The NancePosted: May 30, 2013
You may not know what The Nance is; you may simply know it as “that play Nathan Lane is in.” Well, you’re right. This is quite the vehicle for a first-rate Nathan Lane performance, and I’m very glad I got to witness it up close and personal. As for the rest of the scoop, here are the basics you need to know.
The Nance is a new play by Douglas Carter Beane (known for The Little Dog Laughed and Xanadu) centered around Chauncey Miles (Lane), a burlesque performer. We find ourselves in Manhattan in 1937, and the law is starting to come down hard on burlesque shows and what is considered appropriate (and inappropriate) for the stage. In Chauncey’s vaudeville act, the double-entendres fly as he relishes in his primary character, “the Nance.” The nance is essentially a campy stereotype of a gay man, also referred to at the time as a pansy. Despite playing a very popular (and very funny) nance onstage, Chauncey is expected to hide his homosexuality everywhere else. On a stunning rotating set, we follow Chauncey and the people in his life, laughing with them every step of the way, even though we know deep down that darker times are quickly approaching.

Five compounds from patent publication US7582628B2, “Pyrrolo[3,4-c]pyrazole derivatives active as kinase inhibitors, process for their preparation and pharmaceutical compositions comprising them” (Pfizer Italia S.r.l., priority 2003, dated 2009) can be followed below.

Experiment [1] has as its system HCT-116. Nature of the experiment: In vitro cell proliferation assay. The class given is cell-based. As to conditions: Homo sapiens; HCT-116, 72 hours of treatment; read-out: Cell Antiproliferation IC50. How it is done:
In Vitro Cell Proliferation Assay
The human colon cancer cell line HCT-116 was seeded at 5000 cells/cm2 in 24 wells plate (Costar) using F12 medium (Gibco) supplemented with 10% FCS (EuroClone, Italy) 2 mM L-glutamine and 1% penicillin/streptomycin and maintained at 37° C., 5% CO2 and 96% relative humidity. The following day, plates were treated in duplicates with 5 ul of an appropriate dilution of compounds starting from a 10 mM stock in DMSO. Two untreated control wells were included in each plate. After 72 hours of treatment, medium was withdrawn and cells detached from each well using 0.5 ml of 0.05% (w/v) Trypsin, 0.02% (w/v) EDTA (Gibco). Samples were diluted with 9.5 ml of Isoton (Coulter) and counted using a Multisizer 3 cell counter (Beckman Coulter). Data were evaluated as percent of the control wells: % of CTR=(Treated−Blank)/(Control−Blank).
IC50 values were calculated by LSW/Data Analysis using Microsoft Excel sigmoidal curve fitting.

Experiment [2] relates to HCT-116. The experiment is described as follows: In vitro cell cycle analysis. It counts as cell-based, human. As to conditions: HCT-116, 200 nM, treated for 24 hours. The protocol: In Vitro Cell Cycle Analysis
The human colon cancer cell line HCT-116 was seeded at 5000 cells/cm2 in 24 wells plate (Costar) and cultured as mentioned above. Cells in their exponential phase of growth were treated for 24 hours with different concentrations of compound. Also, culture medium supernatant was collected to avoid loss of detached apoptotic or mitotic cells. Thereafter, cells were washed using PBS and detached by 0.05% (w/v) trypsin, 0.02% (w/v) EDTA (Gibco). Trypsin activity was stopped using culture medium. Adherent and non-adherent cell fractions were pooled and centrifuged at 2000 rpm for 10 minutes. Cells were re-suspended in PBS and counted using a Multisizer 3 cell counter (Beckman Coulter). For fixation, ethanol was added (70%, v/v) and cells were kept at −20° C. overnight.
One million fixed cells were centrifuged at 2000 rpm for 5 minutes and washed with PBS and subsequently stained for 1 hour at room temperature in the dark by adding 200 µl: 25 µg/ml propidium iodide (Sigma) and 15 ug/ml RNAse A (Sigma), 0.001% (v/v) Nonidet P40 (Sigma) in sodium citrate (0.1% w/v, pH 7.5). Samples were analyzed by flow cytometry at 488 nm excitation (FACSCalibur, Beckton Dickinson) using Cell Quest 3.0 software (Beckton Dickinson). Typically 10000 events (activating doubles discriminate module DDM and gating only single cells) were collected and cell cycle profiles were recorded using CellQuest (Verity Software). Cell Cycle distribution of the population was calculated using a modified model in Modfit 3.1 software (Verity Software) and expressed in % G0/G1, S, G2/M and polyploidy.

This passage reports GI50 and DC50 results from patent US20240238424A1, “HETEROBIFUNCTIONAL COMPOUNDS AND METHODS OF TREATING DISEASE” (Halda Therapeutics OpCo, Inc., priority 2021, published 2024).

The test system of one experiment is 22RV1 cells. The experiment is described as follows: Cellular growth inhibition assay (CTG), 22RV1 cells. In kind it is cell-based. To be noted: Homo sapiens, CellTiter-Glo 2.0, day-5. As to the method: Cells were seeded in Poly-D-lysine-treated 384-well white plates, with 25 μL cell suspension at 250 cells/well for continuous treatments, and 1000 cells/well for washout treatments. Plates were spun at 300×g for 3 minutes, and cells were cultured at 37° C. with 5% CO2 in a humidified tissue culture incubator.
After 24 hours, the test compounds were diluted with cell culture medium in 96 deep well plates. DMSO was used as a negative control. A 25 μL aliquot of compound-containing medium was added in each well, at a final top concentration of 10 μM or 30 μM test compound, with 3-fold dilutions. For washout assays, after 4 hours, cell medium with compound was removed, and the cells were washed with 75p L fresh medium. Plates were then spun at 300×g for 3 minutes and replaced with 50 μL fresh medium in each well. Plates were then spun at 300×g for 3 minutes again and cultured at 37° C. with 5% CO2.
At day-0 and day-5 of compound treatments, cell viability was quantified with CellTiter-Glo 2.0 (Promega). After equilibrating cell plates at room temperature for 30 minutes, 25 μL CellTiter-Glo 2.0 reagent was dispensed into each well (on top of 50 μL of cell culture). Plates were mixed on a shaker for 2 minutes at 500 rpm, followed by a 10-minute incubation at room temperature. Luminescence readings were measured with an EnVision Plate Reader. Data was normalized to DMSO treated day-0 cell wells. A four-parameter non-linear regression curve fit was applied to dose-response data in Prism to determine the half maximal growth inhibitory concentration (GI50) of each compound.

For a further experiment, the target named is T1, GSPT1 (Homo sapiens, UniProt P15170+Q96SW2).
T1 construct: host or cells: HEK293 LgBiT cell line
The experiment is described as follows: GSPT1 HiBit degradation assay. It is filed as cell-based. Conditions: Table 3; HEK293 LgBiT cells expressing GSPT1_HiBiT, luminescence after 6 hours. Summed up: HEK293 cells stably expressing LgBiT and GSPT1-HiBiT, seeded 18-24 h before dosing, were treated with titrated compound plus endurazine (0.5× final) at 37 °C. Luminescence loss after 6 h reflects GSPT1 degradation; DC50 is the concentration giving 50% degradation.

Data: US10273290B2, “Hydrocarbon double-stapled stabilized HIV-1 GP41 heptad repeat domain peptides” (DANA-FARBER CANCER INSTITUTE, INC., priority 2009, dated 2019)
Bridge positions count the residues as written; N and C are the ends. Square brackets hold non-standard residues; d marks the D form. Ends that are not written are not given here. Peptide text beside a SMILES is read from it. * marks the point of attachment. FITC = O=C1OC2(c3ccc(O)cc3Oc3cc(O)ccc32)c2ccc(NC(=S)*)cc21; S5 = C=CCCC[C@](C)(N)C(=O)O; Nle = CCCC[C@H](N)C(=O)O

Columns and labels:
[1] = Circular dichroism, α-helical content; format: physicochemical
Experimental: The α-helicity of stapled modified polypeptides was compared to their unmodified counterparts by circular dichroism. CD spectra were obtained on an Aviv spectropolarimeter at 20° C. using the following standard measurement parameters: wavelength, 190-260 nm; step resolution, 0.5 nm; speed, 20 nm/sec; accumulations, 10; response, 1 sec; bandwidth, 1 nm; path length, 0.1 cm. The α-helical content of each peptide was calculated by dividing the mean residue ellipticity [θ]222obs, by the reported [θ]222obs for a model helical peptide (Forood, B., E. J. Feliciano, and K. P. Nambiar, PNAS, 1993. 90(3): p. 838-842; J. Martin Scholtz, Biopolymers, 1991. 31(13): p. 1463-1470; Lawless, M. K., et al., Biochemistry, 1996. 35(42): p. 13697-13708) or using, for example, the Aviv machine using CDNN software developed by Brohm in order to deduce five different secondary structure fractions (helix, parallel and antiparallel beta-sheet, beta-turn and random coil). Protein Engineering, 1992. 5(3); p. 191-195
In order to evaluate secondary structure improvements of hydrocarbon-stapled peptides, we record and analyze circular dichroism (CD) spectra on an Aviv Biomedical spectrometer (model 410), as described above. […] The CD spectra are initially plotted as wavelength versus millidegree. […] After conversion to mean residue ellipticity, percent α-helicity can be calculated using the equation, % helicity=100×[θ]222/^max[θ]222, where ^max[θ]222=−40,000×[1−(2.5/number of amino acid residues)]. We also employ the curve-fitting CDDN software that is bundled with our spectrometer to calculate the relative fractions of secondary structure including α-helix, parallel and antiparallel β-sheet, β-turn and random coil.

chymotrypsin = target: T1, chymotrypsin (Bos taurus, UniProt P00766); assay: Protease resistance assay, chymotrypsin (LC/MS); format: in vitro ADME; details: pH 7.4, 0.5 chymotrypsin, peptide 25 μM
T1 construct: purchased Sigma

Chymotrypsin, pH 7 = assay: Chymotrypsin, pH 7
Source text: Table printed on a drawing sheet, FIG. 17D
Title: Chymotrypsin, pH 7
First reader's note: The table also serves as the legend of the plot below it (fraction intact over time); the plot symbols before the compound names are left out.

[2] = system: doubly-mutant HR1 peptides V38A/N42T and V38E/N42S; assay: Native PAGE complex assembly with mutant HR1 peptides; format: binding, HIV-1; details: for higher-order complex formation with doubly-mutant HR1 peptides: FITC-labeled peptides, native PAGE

A brief note on the Tony nominations. I am honestly shocked this wasn’t nominated for Best Play this season (it did receive five nominations total), and yet Beane’s book for Cinderella, which I’m sorry to say I couldn’t stand, did nab a nomination. The Nance as a whole is a little scattered in regard to the themes it wants to cover in a short amount of time, but the characters are strong and the story engrossing.
As for the performances, they were fantastic across the board. It goes without saying that Nathan is a powerhouse force to be reckoned with. He could win the Tony for this Mama Rose type of role. The supporting cast is also wonderful, particularly Jonny Orsini as Chauncey’s lover. As my friend put it, Orsini was “deceptively good.” In the beginning I was not enjoying his work, but later in Act I, I realized how excellent he really was and how enthralled I was with his character’s arc, watching him find himself over the course of the play. Lewis J. Stadlen, as Chauncey’s partner in the show within a show, added great comedy, and Cady Huffman (The Producers reunion!), Andréa Burns, and Jenni Barber were terrific as well. So yes! Overall, I very much enjoyed this production and recommend checking it out, especially to those of you who have not had the opportunity to see Nathan Lane perform live.
Written by Douglas Carter Beane, Directed by Jack O’Brien
Photo Credit: LCT Poster Artwork
Pictured: Nathan Lane